Two Dudes & A World Wide Web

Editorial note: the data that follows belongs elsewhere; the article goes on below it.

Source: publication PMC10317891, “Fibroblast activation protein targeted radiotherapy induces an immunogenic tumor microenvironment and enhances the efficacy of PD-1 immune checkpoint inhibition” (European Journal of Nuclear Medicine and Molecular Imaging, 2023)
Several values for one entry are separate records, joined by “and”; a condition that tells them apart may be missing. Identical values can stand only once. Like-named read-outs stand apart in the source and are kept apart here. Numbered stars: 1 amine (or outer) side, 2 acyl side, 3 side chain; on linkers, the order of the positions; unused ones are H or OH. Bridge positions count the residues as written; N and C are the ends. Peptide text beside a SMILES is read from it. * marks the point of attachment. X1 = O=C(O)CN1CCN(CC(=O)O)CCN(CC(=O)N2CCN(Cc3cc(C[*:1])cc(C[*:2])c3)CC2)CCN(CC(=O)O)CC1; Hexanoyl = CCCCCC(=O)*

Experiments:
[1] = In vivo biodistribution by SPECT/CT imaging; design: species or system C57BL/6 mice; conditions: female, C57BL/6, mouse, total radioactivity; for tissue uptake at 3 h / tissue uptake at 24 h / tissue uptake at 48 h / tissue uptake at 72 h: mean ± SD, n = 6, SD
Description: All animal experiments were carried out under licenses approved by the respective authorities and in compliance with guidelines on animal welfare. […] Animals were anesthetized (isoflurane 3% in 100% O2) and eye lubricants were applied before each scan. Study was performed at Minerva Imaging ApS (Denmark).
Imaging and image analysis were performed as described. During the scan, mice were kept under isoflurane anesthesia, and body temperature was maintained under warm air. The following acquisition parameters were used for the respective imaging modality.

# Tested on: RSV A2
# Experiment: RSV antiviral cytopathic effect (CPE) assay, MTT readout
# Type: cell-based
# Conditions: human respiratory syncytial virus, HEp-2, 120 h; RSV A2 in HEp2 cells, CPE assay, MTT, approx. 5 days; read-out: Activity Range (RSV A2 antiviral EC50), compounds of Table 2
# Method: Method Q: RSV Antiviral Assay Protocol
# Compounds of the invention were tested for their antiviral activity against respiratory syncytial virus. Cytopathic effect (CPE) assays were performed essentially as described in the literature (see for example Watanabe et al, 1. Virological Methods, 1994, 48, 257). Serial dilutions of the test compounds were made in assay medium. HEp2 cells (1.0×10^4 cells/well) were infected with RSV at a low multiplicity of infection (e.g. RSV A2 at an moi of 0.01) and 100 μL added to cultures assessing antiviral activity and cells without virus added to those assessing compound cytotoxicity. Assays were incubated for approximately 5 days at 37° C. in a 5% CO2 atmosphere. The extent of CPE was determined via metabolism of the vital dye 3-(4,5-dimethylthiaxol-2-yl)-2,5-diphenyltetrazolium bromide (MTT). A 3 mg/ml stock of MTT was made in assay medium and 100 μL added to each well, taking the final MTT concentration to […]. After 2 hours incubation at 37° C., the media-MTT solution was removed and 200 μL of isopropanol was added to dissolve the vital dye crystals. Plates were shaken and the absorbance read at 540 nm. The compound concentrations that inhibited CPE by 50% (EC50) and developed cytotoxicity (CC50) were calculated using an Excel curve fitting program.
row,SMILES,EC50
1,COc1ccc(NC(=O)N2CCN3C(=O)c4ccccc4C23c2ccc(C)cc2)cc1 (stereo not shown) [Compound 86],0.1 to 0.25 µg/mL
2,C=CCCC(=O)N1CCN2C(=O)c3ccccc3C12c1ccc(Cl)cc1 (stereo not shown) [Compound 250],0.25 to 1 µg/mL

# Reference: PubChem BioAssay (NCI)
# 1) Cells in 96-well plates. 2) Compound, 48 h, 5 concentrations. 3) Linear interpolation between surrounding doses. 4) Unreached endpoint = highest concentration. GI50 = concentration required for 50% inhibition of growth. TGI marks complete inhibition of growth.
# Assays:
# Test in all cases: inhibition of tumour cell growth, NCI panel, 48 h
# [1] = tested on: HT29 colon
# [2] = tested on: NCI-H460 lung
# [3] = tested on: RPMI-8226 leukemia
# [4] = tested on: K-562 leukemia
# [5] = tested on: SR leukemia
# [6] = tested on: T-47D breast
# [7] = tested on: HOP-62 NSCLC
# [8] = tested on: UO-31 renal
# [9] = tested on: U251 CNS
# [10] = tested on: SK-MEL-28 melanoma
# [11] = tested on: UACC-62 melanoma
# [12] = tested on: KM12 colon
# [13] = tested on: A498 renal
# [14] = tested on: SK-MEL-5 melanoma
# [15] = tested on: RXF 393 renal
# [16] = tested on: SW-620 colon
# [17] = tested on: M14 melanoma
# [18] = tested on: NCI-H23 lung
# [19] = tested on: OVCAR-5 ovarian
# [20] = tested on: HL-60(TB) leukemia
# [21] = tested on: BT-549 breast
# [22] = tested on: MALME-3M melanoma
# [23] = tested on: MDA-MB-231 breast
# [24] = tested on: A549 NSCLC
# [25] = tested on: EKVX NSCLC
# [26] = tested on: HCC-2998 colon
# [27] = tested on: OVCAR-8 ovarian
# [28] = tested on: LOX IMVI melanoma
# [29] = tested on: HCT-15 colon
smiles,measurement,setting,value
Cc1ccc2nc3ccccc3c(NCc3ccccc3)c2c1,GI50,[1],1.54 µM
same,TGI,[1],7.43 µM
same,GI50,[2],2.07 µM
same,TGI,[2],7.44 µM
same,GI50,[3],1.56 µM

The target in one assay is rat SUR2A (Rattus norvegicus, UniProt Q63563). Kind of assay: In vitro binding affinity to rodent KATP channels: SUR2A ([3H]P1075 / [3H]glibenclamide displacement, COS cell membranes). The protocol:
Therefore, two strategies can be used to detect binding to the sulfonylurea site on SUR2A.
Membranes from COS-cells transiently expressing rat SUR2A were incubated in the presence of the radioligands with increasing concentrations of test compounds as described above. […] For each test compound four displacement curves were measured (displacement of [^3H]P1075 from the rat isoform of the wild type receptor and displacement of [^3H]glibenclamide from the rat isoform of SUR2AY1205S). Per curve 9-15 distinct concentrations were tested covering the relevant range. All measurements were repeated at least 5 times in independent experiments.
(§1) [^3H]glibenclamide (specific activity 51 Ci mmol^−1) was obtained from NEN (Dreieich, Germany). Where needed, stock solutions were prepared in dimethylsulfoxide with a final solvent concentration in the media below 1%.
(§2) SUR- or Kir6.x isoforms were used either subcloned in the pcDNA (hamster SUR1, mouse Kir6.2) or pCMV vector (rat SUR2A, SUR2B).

Ah, the World Wide Web. WWW. The latest computer acronym that has the digital planet abuzz and the rest of the world, well, wondering what it's all about. Is this complex latticework of intertwined computers a network nirvana? Or is it just another gimmick designed to boost computer sales and take us further away from the real world? Our two rookie cybernauts, having first installed America On-Line's "Web Crawler" software into their PowerMac, were determined to find out. From the outset, there were philosophical differences. One explorer was seeking utility (what are the Web's practical uses?); the other, pleasure (where are the pictures of the naked women?). Perhaps, they speculated, these values would meld in the infinite expanse of cyberspace. Then again, maybe not. To begin, our two heroes enter "Reno" into AOL's WebCrawler and are greeted with 367 sites that contain the term "Reno." They select Janet Reno: Abuses and Atrocities, a homepage that apparently involves an organization know as CAUSE, the "ACLU for patriots," and click open a letter from the father of Bobby Finjnje, "a 14-year-old boy who met up with Janet Reno's style of 'child protection.' " RV: Look, there's your pornography dude. Looks like Bible-toting Bobby was erroneously busted for pornography in Dade County, Fla., while Reno was attorney general. Brian: It doesn't say what kind of pornography. I guess it doesn't since it's obviously one-sided. RV: They apparently left the country after he was acquitted. This really isn't Reno though. Let's find Reno.The intrepid cybertravelers switch to Reno Brewing Company Quiz Game, where they are greeted with a poem: "Welcome, Welcome Weasles All! Play the game, drink 'till you fall. And should you choose to leave instead, bring lots of cheese and wine and bread!" Brian: Oh, look, a drinking game. RV: You should be good at this, dude. The first question is, "What year marked the introduction of the first pull-tab can?" Brian: 1965. RV: Wrong! It's 1962. Take a drink. Five drinks later, after earning a grade of F, our idiot savants search for another homepage. They select Today's Odds/Conway's, to check out the latest betting lines. RV: Look, it's got all the casinos. You have to call the sports books at the casinos. Here it says "Shaq $140, Hakeem even." Does that mean if Shaq beats Hakeem you get 140 to one? Brian: I think it means that if you bet $1,000 you win $140. RV: Then if Hakeem is even you don't win anything? Brian: That would be stupid. They return to the WebCrawler. RV: Let's go to the Paisley Brain Cells [a Reno-based band]. Oh, look, Chip's finally had the operation on his back. Brian: I wish we were more clever. RV: Dude, even technology has its limitations. Indeed, as our rebels without a clue have discovered, navigating the Web isn't as simple as they had first thought. Brian: Let's enter "union" and see what happens. RV: There it is, down below: Arkansas, California, District of Columbia. What does that mean? Brian: I can click on that, actually.He clicks on Arkansas, and it turns out "union" does not refer to the fact that all Hiltons outside of Reno are unionized, but just that various hotels are located near streets named "Union," like the San Francisco Hilton, which is on "Union Square." RV: Ah, I see. Didn't think they'd have that kind of info. Brian: Let's see if we can find Drew Martin, this bartender friend of mine who works at the Flamingo Hilton. Hmmm it says, "No hotels met your criteria in the directory." This is boring. Let's go back. They click on Firefest '95, The World Championship Chili Cookoff, or, as it is also known, Reno's "High Desert Hoo-Hah." RV: Dude. Look! Great bowels of fire! Brian: It says "bowls," dude. RV: Oh. Cool colors though. Brian: Buckwheat Zydeco is playing Saturday for free. RV: You like Buckwheat? Brian: He's OK. Brenda Storm likes him.What our lads are beginning to discover is that in cyberspace, no one can hear you yawn. As an advertising vehicle, a Web site or a homepage, whatever you want to call it, does seem to add a certain amount of depth perception-by clicking on an infinite number of windows, loads of information can be provided on any given product or service. As an entertainment vehicle, well, the search continues Brian is anxious about discovering the link to the so-called "blue highway," where digitized nudes float with pixelized grace. Disturbed that such a link may actually exist, RV suggests a detour to the Schwa Corporation's Web site at http://the After encountering difficulties, they enter "Schwa" into the Web crawler and land at the corporations Web site. Bill Barker's trademark alien head (except this one has flames shooting out of it) appears on-screen above an ominous warning: "THIS IS A TEST OF THE EMERGENCY GRAPHICS SYSTEM. IF THIS WAS AN ACTUAL EMERGENCY, DO YOU THINK ANYONE WOULD TELL YOU?" RV: Look! Letters to Schwa! That guy says he wants to have sex with Suzanne Vega! And this one's a paranoid UFO abductee from Germany! Schwa is huge in Europe, ya know. Here's a message from some professor whose students fell for Schwa's artificial solar eclipse experiment. I think they think Schwa is real. Brian: It isn't? RV: They've got everything stacked here, like cells in a Borg spaceship. Maybe Schwa is real. Brian: I'm getting a headache, dude. RV: What is this, an effects loop? We just keep going round and round. Brian: It's a cyber 8-track.Thinking the Schwa corporation's Web site might be some sort of insidious cybertrap designed to keep them glued to their computer screens for eternity, Brian enters "sex" into the Web crawler and gets 2,421 hits. That's more than 2,000 Web sites specifically designed for the sexual connoisseur. Brian: AH HAAAAA! THIS IS IT! "HOT WET IN YOUR FACE SEX RED HOT SEX WET IN YOUR FACE SEX HOT WET " RV: Oh, my god. Brian: "INDEX TO MR. PEEPERS BUTT-NEKKID CELEBRITIES." RV: Oh, my god! Brian: Cindy Crawford! RV: Claudia Schaeffer. It seems Mr. Peepers requires some sort of proof that our explorers are 21, in age, if not in IQ. Repeated proddings of Cindy, Claudia and countless other "butt-nekkid celebrities" fail to bring pictures on-screen. Mrz. Peepers is ejected and Trifixion's Kingdom, another sex site, is selected. The results are the same. In the meantime, at least one of our crew has begun to have serious reservations about their mission's sudden downturn. RV: I've changed my mind about this, dude. Are you sure it's the right thing to do? Brian: Shut up. An S&M page is called up. There are no pictures, but detailed descriptions of "golden showers," "breath control" and other bizarre sexual practices are given. At another site called "Eve's Garden," sex toys are sold. They select "More Hot Sites," and gradually, it begins to dawn on them: The files containing images are of immense proportions, requiring serious download time. Patience, it seems, is one of cybersex's more exhalted virtues. They wait and wait and wait Brian: Here it comes! It's coming! It's coming! RV: Dude, I'm outta here.Undaunted by RV's mutiny, Brian continued on, seeking to penetrate further into the depths of cyberspace. He was last seen huddled in front of the PowerMac, coaxing the machine to give it up, one byte at a time.